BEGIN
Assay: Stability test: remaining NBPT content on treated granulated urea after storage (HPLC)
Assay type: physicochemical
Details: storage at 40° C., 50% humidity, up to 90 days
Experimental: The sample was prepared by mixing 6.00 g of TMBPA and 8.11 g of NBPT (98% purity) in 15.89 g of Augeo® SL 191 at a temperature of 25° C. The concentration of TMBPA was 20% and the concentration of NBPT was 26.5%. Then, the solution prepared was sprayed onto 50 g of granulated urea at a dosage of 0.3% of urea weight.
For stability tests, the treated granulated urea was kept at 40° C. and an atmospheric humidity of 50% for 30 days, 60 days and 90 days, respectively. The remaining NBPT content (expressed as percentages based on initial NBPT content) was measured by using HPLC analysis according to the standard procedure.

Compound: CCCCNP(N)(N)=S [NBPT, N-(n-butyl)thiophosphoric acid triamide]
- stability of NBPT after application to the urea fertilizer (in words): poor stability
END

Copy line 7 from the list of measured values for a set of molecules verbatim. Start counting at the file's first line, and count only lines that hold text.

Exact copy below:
- stability of NBPT after application to the urea fertilizer (in words): poor stability